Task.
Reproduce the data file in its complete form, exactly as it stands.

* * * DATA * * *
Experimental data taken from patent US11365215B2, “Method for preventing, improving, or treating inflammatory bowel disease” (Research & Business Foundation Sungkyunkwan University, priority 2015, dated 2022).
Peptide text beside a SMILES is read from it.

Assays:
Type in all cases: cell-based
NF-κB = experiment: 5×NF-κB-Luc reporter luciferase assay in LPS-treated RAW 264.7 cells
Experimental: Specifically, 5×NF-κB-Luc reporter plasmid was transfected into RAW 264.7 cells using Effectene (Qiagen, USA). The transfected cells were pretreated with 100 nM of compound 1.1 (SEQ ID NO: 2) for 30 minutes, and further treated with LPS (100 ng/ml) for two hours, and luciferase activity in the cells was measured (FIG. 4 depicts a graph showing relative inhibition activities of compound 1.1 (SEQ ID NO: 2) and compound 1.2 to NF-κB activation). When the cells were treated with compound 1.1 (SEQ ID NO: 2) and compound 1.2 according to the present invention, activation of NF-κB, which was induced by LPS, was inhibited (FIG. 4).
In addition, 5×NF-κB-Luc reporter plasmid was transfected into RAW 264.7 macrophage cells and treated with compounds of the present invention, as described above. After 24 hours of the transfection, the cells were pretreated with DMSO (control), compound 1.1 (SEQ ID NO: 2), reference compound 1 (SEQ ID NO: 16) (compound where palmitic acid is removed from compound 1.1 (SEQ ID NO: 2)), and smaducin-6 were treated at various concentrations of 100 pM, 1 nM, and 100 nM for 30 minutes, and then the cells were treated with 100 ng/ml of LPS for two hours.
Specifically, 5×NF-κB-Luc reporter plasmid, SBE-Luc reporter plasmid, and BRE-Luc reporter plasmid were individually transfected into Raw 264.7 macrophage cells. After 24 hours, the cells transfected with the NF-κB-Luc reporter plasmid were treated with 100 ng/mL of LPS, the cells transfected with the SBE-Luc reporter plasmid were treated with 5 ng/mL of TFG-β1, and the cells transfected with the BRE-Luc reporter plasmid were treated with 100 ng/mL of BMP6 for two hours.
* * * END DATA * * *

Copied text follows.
Experimental data taken from patent US11365215B2, “Method for preventing, improving, or treating inflammatory bowel disease” (Research & Business Foundation Sungkyunkwan University, priority 2015, dated 2022).
Peptide text beside a SMILES is read from it.

Assays:
Type in all cases: cell-based
NF-κB = experiment: 5×NF-κB-Luc reporter luciferase assay in LPS-treated RAW 264.7 cells
Experimental: Specifically, 5×NF-κB-Luc reporter plasmid was transfected into RAW 264.7 cells using Effectene (Qiagen, USA). The transfected cells were pretreated with 100 nM of compound 1.1 (SEQ ID NO: 2) for 30 minutes, and further treated with LPS (100 ng/ml) for two hours, and luciferase activity in the cells was measured (FIG. 4 depicts a graph showing relative inhibition activities of compound 1.1 (SEQ ID NO: 2) and compound 1.2 to NF-κB activation). When the cells were treated with compound 1.1 (SEQ ID NO: 2) and compound 1.2 according to the present invention, activation of NF-κB, which was induced by LPS, was inhibited (FIG. 4).
In addition, 5×NF-κB-Luc reporter plasmid was transfected into RAW 264.7 macrophage cells and treated with compounds of the present invention, as described above. After 24 hours of the transfection, the cells were pretreated with DMSO (control), compound 1.1 (SEQ ID NO: 2), reference compound 1 (SEQ ID NO: 16) (compound where palmitic acid is removed from compound 1.1 (SEQ ID NO: 2)), and smaducin-6 were treated at various concentrations of 100 pM, 1 nM, and 100 nM for 30 minutes, and then the cells were treated with 100 ng/ml of LPS for two hours.
Specifically, 5×NF-κB-Luc reporter plasmid, SBE-Luc reporter plasmid, and BRE-Luc reporter plasmid were individually transfected into Raw 264.7 macrophage cells. After 24 hours, the cells transfected with the NF-κB-Luc reporter plasmid were treated with 100 ng/mL of LPS, the cells transfected with the SBE-Luc reporter plasmid were treated with 5 ng/mL of TFG-β1, and the cells transfected with the BRE-Luc reporter plasmid were treated with 100 ng/mL of BMP6 for two hours.